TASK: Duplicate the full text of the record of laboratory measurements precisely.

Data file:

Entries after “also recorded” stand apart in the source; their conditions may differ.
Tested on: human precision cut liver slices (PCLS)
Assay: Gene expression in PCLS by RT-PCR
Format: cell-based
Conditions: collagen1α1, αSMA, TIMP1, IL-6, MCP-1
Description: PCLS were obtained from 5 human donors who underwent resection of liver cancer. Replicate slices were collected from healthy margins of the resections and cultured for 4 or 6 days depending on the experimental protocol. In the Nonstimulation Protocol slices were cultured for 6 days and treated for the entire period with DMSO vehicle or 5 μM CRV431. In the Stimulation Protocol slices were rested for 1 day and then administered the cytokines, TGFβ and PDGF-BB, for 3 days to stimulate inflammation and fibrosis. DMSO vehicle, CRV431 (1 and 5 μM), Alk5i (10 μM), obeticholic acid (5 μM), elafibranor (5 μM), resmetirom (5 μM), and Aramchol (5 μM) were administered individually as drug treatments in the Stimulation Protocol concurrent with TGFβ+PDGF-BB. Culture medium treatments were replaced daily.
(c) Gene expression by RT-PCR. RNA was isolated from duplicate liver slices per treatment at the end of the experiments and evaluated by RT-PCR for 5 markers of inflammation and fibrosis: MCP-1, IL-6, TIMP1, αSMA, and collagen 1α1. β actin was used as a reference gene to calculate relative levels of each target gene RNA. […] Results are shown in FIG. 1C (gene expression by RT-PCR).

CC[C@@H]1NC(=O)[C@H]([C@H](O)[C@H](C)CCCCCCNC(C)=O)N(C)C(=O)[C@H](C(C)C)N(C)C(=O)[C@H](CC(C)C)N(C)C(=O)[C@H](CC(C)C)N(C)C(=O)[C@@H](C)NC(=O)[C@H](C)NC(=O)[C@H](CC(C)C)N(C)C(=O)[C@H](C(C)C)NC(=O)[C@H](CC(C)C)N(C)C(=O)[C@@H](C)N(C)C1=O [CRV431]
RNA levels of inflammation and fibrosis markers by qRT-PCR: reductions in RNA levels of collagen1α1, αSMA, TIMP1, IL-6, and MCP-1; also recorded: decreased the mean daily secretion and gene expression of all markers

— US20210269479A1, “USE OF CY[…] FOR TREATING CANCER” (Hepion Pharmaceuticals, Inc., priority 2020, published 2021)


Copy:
Entries after “also recorded” stand apart in the source; their conditions may differ.
Tested on: human precision cut liver slices (PCLS)
Assay: Gene expression in PCLS by RT-PCR
Format: cell-based
Conditions: collagen1α1, αSMA, TIMP1, IL-6, MCP-1
Description: PCLS were obtained from 5 human donors who underwent resection of liver cancer. Replicate slices were collected from healthy margins of the resections and cultured for 4 or 6 days depending on the experimental protocol. In the Nonstimulation Protocol slices were cultured for 6 days and treated for the entire period with DMSO vehicle or 5 μM CRV431. In the Stimulation Protocol slices were rested for 1 day and then administered the cytokines, TGFβ and PDGF-BB, for 3 days to stimulate inflammation and fibrosis. DMSO vehicle, CRV431 (1 and 5 μM), Alk5i (10 μM), obeticholic acid (5 μM), elafibranor (5 μM), resmetirom (5 μM), and Aramchol (5 μM) were administered individually as drug treatments in the Stimulation Protocol concurrent with TGFβ+PDGF-BB. Culture medium treatments were replaced daily.
(c) Gene expression by RT-PCR. RNA was isolated from duplicate liver slices per treatment at the end of the experiments and evaluated by RT-PCR for 5 markers of inflammation and fibrosis: MCP-1, IL-6, TIMP1, αSMA, and collagen 1α1. β actin was used as a reference gene to calculate relative levels of each target gene RNA. […] Results are shown in FIG. 1C (gene expression by RT-PCR).

CC[C@@H]1NC(=O)[C@H]([C@H](O)[C@H](C)CCCCCCNC(C)=O)N(C)C(=O)[C@H](C(C)C)N(C)C(=O)[C@H](CC(C)C)N(C)C(=O)[C@H](CC(C)C)N(C)C(=O)[C@@H](C)NC(=O)[C@H](C)NC(=O)[C@H](CC(C)C)N(C)C(=O)[C@H](C(C)C)NC(=O)[C@H](CC(C)C)N(C)C(=O)[C@@H](C)N(C)C1=O [CRV431]
RNA levels of inflammation and fibrosis markers by qRT-PCR: reductions in RNA levels of collagen1α1, αSMA, TIMP1, IL-6, and MCP-1; also recorded: decreased the mean daily secretion and gene expression of all markers

— US20210269479A1, “USE OF CY[…] FOR TREATING CANCER” (Hepion Pharmaceuticals, Inc., priority 2020, published 2021)